For its 18th edition, the World’s 50 Best Restaurants, sponsored by S. Pellegrino and Acqua Panna, gathered big-name chefs to educate, inform, converse and collaborate over three fun and food-filled days in Singapore.
The awards, which lists down the top 50 restaurants in the world, may be the highlight of the gastronomic event, but it’s the activities surrounding it that are responsible for providing important conversation and excitement.
One of the most anticipated highlights of the World’s 50 Best Restaurants is the #50BestTalks, a 90-minute thought-leadership forum, which had a handful of the world’s best chefs talking about pressing matters, trends and issues in the F&B industry.
Titled “Kitchen Karma” and hosted by Anita Kapoor, this year’s discussion centered on “respect, mindfulness, and happiness” in a toxic environment such as the restaurant kitchen.
Renowned chefs Eric Ripert (Le Bernardin) and Ana Roš (Hiša Franko) were the first pair who took the stage, followed by Massimo Bottura (Osteria Francescana), Daniela Soto-Innes (Cosme) and Tetsuya Wakuda (Waku Ghin).
Agents of positive change
Among the topics addressed was the role of chefs as agents of positive change. Ripert admitted not to have always been a coolheaded chef. When he was younger, he emulated his mentors and screamed at workmates and even threw plates on the floor.
“I basically terrorized the team,” Ripert said. As a result, it made everyone miserable, including himself. One day, he just realized how unhealthy this process was and decided something had to be done.
“It’s not that easy because I trained my sous chefs to be as mean as I was, and then had to retrain them to be very kind. It required a lot of patience. It was a work in progress and it took a long time.”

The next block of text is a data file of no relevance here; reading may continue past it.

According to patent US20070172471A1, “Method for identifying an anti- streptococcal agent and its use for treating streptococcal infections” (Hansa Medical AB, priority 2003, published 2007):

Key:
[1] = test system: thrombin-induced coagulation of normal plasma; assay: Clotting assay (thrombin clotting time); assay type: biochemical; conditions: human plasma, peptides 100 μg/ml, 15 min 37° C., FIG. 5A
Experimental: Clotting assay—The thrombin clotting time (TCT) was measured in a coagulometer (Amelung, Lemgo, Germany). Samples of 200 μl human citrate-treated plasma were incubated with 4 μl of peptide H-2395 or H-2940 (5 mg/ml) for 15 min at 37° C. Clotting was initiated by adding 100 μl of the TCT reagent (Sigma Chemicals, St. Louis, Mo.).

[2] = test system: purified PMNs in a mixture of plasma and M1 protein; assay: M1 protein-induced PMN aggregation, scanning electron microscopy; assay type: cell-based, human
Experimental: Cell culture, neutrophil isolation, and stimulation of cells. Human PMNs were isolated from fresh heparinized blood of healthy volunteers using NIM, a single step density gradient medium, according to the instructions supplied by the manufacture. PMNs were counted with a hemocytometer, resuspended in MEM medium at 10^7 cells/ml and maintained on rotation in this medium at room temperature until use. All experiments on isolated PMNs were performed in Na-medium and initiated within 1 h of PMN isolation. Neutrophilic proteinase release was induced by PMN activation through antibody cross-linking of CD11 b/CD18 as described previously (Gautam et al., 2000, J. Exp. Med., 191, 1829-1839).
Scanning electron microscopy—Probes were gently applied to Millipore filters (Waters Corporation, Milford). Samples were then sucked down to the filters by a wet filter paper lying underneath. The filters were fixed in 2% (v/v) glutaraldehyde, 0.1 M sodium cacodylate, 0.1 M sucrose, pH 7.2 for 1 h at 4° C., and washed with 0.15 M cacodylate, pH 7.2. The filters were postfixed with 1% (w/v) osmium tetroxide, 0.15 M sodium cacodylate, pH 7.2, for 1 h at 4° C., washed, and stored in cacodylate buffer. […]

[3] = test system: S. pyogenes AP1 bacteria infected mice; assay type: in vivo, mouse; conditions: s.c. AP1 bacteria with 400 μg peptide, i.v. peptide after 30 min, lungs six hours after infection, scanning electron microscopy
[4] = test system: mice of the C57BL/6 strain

But Ripert has changed for the better and fosters a more conducive kitchen environment now. “Anger is not a quality. It is a weakness,” he said.
Roš who runs Hiša Franko in Kobarid, Slovenia, said that her place may seem and feel like a paradise to work in as compared to busy, fast-paced New York. But the ideal setting doesn’t always work in her favor. For instance, before she flew to Singapore, her pastry chef was complaining and crying over the gloomy, rainy weather.
For the World’s Best Female Chef 2017, change should start with one’s self. “If you don’t treat yourself well, how can you treat others well?”
Soto-Innes added: “If you want someone to act one way, you have to show it. It’s important to know each person in the team, rather than as a group.”
Last Sunday, four chefs—one from Europe, one from Asia, and two from Latin America—gamely took the stage at the Marina Bay Convention Centre to lend their expertise and tell the stories behind some of the standout dishes served in their restaurants.
The day started with Rasmus Kofoed, the only chef to have bagged the gold, silver and bronze medals at Bocuse d’Or, introducing guests to the seafood and vegetable dishes he serves in award-winning Geranium in Copenhagen.
“Cooking is about creating energy together,” Kofoed said, and so he relies heavily on seasonal ingredients to provide a memorable meal to their customers.
In the master class, he married langoustine, blue mussels, tiny Fjord shrimps, razor clams, Norwegian scallops, Icelandic seaweed, hake, organic-farmed Danish trout and Bulgarian sturgeon roe with different textures of veggies like kohlrabi, beets, fermented carrots and white asparagus to come up with stunning plates that beautifully showcase his sustainable philosophy and style.